CCMB develops India’s first mRNA based Covid-19 vaccine candidate

The mRNA vaccine candidate is fully indigenous and devoid of any technology contributions from elsewhere

New Delhi: The Hyderabad-based Centre for Cellular and Molecular Biology (CCMB) has announced the development of country’s first potential mRNA vaccine candidate to fight SARS-CoV-2. The indigenously developed mRNA vaccine candidate is undergoing pre-clinical studies to evaluate its efficacy to protect against live virus infection, CCMB researchers on Friday said.
The mRNA vaccine candidate and the technology, developed by a team of researchers from the Atal Incubation Centre-CCMB (AIC-CCMB), is fully indigenous and devoid of any technology contributions from elsewhere. “We observed robust immune response against SARS-CoV-2 Spike protein in mice, upon administration of two doses of the mRNA. The anti-Spike antibodies generated were found to be more than 90 percent efficient in preventing the human ACE2 receptor binding to the coronavirus,” Dr Rajesh Iyer, senior scientist who is involved in the project, said.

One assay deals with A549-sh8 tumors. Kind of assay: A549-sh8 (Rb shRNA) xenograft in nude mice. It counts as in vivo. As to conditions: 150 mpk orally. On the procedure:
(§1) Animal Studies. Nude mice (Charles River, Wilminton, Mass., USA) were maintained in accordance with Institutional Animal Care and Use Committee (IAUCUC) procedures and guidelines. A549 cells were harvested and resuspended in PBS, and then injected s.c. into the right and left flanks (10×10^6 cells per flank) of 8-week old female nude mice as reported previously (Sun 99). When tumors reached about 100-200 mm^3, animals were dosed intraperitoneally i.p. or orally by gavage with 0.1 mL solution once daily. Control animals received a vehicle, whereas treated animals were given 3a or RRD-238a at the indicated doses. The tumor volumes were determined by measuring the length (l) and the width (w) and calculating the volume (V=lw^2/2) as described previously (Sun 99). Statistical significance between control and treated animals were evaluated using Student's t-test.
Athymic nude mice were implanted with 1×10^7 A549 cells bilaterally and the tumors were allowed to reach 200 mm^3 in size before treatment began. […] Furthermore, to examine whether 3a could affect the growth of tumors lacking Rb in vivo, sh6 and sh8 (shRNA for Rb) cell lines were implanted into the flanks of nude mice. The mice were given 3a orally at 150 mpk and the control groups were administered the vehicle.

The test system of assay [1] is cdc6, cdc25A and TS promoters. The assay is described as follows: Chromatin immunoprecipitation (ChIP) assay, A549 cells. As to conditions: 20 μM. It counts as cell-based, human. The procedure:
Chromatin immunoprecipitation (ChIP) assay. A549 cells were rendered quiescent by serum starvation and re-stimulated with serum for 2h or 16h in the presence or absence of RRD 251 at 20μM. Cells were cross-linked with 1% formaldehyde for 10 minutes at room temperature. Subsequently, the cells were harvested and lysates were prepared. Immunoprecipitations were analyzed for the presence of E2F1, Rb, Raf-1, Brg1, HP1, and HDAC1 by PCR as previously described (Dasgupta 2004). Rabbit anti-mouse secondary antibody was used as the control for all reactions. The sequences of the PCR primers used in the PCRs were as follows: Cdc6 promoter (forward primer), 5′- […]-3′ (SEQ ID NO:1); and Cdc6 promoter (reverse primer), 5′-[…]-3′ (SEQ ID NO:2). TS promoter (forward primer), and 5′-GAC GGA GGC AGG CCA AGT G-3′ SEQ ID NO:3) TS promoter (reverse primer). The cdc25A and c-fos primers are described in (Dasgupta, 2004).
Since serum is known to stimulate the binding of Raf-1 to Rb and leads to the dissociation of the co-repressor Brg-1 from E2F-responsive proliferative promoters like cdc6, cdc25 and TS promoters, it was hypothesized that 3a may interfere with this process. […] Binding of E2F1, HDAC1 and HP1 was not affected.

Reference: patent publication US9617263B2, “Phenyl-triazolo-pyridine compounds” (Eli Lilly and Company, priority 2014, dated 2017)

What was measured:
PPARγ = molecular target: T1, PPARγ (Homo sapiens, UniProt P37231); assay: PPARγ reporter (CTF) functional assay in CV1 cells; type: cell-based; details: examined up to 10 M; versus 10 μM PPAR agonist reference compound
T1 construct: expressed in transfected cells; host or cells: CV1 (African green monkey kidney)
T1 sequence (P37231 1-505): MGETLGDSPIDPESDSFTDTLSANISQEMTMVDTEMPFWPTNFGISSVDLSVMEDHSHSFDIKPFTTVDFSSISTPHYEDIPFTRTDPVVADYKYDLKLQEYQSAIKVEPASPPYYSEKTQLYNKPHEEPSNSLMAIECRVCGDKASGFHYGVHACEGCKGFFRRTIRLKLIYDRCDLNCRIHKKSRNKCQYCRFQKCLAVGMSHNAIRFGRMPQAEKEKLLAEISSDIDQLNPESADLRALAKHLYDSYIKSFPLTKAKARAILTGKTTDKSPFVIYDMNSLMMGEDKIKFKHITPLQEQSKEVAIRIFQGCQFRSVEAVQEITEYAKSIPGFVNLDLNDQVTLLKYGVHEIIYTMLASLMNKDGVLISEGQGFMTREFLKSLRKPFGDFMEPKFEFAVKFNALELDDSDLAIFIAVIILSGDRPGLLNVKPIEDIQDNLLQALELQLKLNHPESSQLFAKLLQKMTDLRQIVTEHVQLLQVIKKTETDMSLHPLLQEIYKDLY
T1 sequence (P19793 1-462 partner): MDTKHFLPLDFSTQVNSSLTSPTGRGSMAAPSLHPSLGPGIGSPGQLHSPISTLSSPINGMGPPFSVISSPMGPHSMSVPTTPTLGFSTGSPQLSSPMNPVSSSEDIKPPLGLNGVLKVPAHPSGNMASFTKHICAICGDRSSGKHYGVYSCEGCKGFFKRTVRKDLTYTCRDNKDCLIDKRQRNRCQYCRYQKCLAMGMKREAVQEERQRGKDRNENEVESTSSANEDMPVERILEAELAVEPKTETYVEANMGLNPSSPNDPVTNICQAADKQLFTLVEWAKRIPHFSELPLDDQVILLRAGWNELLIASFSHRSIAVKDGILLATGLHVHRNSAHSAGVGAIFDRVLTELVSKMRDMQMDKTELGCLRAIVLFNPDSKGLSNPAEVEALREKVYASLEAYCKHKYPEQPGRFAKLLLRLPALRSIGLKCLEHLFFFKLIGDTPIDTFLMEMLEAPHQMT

CEO, AIC-CCMB, Dr Madhusudhana Rao, who is also the lead scientist of the mRNA vaccine platform, said that the research team were able to establish mRNA vaccine technology and develop a home-grown mRNA vaccine candidate against SARS-CoV-2 in less than a year since the inception of the project.
“The current war with Covid-19 pandemic had brought to light many vaccine technologies, and India’s vaccine programme is highly lauded. However, we lacked the potent mRNA vaccine technology, as developed by Moderna or Pfizer/BioNtech to combat Covid-19 in the U.S.A and Europe. The mRNA vaccine technology developed by CCMB is different from mRNA vaccine being developed from Gennova Bio, which is based on self-replicating RNA,” Dr Madhusudhana Rao said.
Even though Covid-19 is waning, the vaccine platform holds promise for many infectious diseases that India faces. “This is a proof-of-principle wherein we have shown that we can replicate the mRNA vaccine technology end-to-end. The beauty of this technology is in its modularity and rapid turn-around times. That means with significantly less efforts, the developed technology can be used to sire vaccine for other infectious diseases like dengue, tuberculosis or malaria.” said Dr Vinay Nandicoori, Director, CCMB.